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Cuyahoga County unveils $37.6M proposal to fight link between incarceration and homelessness

Roman Bodnarchuk

Cuyahoga County leaders unveiled a plan Thursday they said will break the link between homelessness and incarceration.

The Housing Justice plan calls for the following:

  • The creation of a new entity to fundraise and communicate progress, evaluate and implement new programs to fight homelessness and incarceration
  • Double the number of existing successful pilot programs to fight homelessness
  • The development of 105 new housing units for people with criminal backgrounds
  • The passage of legislation barring landlords from discriminating against people with criminal histories
  • Eviction prevention through mediation and one-time support
  • Short-term funding and case management to house people coming out of jail
  • Asset-building and home ownership pilot programs that provide down payment assistance, matched savings and lease-to-own housing units

The county estimates it will cost taxpayers $37.6 million to implement the plan, which it says will serve more than 1,200 households and thousands more through policy changes.

The plan, created by a steering committee of housing professionals and subject matter experts who themselves have been affected by incarceration, is needed in Cuyahoga County because of the high rate of incarceration, particularly of Black men.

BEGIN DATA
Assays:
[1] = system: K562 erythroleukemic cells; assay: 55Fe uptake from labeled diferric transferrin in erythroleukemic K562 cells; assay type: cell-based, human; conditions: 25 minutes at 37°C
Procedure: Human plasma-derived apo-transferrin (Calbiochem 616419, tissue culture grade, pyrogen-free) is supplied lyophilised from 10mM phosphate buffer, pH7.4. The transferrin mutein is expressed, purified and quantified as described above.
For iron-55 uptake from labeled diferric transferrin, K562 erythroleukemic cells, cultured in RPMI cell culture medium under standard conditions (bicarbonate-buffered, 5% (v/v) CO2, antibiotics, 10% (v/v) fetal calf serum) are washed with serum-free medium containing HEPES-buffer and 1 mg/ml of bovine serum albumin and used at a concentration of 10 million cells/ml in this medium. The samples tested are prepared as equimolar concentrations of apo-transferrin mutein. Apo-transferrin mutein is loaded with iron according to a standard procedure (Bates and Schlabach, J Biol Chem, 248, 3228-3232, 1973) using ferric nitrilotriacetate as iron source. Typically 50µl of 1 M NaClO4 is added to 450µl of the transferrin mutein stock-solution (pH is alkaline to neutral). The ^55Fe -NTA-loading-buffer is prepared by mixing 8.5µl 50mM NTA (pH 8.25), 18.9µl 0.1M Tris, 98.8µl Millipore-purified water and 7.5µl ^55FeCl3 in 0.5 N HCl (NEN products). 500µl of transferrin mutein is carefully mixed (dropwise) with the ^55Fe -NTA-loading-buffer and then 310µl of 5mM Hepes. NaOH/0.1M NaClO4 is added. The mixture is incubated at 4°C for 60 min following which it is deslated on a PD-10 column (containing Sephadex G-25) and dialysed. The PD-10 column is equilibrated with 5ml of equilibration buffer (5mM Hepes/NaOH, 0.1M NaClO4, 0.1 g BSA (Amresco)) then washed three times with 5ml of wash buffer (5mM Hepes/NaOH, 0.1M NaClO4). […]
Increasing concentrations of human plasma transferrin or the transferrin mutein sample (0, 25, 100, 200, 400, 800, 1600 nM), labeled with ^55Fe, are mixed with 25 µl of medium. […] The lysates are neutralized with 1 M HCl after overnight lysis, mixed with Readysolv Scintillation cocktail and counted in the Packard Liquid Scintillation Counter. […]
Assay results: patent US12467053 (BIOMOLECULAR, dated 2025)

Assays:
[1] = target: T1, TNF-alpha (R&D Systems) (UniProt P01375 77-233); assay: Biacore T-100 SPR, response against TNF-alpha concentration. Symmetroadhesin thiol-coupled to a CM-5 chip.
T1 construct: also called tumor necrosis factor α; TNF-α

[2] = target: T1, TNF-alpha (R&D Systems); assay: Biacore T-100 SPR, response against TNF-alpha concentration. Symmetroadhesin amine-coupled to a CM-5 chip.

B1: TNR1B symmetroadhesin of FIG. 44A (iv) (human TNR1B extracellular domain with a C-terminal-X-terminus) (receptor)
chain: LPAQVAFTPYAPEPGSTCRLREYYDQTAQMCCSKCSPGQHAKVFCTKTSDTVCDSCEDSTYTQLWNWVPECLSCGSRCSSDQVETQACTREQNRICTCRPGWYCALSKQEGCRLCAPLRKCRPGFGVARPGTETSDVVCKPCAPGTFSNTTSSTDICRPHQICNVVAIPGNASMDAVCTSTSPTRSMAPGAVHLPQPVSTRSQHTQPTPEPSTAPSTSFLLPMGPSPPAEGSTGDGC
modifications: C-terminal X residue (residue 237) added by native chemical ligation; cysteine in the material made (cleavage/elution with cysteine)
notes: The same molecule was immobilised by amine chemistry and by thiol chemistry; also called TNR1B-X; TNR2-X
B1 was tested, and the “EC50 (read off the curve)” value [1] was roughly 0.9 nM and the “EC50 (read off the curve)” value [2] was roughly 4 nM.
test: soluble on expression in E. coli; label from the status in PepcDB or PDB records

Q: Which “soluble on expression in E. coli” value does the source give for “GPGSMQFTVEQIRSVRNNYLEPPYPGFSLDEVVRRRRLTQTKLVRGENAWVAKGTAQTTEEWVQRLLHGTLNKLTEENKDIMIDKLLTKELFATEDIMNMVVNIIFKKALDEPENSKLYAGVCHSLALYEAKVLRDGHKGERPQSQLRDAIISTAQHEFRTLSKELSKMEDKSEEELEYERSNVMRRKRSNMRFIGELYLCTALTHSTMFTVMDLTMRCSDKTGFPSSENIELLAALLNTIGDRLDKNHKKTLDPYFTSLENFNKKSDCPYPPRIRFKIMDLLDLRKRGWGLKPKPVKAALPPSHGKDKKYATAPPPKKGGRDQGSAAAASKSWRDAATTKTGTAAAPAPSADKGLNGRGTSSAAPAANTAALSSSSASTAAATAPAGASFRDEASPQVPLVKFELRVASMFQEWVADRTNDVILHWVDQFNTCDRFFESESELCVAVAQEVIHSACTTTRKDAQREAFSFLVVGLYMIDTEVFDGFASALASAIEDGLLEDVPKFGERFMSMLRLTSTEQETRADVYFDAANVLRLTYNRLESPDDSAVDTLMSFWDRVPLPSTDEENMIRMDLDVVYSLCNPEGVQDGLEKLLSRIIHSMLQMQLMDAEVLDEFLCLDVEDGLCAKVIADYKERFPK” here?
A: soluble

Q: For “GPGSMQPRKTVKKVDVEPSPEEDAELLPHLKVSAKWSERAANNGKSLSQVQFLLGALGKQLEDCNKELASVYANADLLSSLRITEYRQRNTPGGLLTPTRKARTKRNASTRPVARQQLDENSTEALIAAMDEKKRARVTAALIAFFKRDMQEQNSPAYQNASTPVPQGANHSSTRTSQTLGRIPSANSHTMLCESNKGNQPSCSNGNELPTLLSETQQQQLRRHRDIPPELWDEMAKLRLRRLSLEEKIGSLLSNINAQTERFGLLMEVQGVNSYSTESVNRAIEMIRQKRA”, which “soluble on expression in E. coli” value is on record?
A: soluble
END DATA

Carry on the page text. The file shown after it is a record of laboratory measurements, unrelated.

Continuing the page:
In 2021, the county had the worst prison incarceration rate in the state, nearly 15%, according tothe Cleveland Foundation.

People with criminal records are 10 times more likely to experience homelessness, and those who are homeless are more likely to be arrested, according to the county.

That link exists because of the difficulties many with criminal records face finding housing, according to the county's Office of Reentry.

"A recent review of Tenant Selection Plans among affordable rental housing found that 78% had a long-term ban on those convicted of minor offenses, illustrating the lack of access to housing for the 20,000+ exiting incarceration in Cuyahoga County each year," the county wrote.

The increased cost of housing is further exacerbating the problem as is the "fragmented, insufficiently resourced system to support successful reintegration," the county said.

Stephanie is the deputy editor of news at Ideastream Public Media.